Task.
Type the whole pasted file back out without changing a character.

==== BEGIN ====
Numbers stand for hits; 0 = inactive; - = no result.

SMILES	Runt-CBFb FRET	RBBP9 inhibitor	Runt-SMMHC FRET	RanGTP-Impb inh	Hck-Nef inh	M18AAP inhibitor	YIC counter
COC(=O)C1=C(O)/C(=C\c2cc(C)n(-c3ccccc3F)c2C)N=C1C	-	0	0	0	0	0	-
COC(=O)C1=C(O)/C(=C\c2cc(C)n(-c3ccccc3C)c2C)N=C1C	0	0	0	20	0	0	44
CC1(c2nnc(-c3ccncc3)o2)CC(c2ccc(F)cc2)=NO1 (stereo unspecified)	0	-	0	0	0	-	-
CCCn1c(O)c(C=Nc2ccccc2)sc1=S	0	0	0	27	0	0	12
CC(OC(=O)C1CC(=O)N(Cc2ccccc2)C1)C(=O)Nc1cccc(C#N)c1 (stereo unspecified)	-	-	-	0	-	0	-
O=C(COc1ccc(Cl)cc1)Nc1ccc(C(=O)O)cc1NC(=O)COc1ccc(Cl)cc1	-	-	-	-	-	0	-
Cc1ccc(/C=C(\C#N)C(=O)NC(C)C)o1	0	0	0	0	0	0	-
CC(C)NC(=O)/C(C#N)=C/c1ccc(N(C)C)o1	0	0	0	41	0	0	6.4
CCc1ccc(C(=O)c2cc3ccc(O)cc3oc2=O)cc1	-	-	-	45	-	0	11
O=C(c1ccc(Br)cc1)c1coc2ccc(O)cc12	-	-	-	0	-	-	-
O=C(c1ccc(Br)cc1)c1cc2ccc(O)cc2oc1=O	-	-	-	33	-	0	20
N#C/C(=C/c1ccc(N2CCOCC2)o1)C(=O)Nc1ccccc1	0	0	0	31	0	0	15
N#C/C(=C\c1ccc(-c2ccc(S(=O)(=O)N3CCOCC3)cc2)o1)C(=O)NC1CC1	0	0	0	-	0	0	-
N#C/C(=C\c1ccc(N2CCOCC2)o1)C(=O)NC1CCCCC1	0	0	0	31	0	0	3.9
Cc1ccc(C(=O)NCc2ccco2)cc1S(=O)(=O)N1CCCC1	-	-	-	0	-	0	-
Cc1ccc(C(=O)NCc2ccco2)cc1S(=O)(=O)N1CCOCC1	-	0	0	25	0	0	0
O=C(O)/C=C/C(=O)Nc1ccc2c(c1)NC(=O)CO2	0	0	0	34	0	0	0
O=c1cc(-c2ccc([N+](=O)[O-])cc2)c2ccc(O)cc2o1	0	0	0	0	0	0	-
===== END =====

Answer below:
Numbers stand for hits; 0 = inactive; - = no result.

SMILES	Runt-CBFb FRET	RBBP9 inhibitor	Runt-SMMHC FRET	RanGTP-Impb inh	Hck-Nef inh	M18AAP inhibitor	YIC counter
COC(=O)C1=C(O)/C(=C\c2cc(C)n(-c3ccccc3F)c2C)N=C1C	-	0	0	0	0	0	-
COC(=O)C1=C(O)/C(=C\c2cc(C)n(-c3ccccc3C)c2C)N=C1C	0	0	0	20	0	0	44
CC1(c2nnc(-c3ccncc3)o2)CC(c2ccc(F)cc2)=NO1 (stereo unspecified)	0	-	0	0	0	-	-
CCCn1c(O)c(C=Nc2ccccc2)sc1=S	0	0	0	27	0	0	12
CC(OC(=O)C1CC(=O)N(Cc2ccccc2)C1)C(=O)Nc1cccc(C#N)c1 (stereo unspecified)	-	-	-	0	-	0	-
O=C(COc1ccc(Cl)cc1)Nc1ccc(C(=O)O)cc1NC(=O)COc1ccc(Cl)cc1	-	-	-	-	-	0	-
Cc1ccc(/C=C(\C#N)C(=O)NC(C)C)o1	0	0	0	0	0	0	-
CC(C)NC(=O)/C(C#N)=C/c1ccc(N(C)C)o1	0	0	0	41	0	0	6.4
CCc1ccc(C(=O)c2cc3ccc(O)cc3oc2=O)cc1	-	-	-	45	-	0	11
O=C(c1ccc(Br)cc1)c1coc2ccc(O)cc12	-	-	-	0	-	-	-
O=C(c1ccc(Br)cc1)c1cc2ccc(O)cc2oc1=O	-	-	-	33	-	0	20
N#C/C(=C/c1ccc(N2CCOCC2)o1)C(=O)Nc1ccccc1	0	0	0	31	0	0	15
N#C/C(=C\c1ccc(-c2ccc(S(=O)(=O)N3CCOCC3)cc2)o1)C(=O)NC1CC1	0	0	0	-	0	0	-
N#C/C(=C\c1ccc(N2CCOCC2)o1)C(=O)NC1CCCCC1	0	0	0	31	0	0	3.9
Cc1ccc(C(=O)NCc2ccco2)cc1S(=O)(=O)N1CCCC1	-	-	-	0	-	0	-
Cc1ccc(C(=O)NCc2ccco2)cc1S(=O)(=O)N1CCOCC1	-	0	0	25	0	0	0
O=C(O)/C=C/C(=O)Nc1ccc2c(c1)NC(=O)CO2	0	0	0	34	0	0	0
O=c1cc(-c2ccc([N+](=O)[O-])cc2)c2ccc(O)cc2o1	0	0	0	0	0	0	-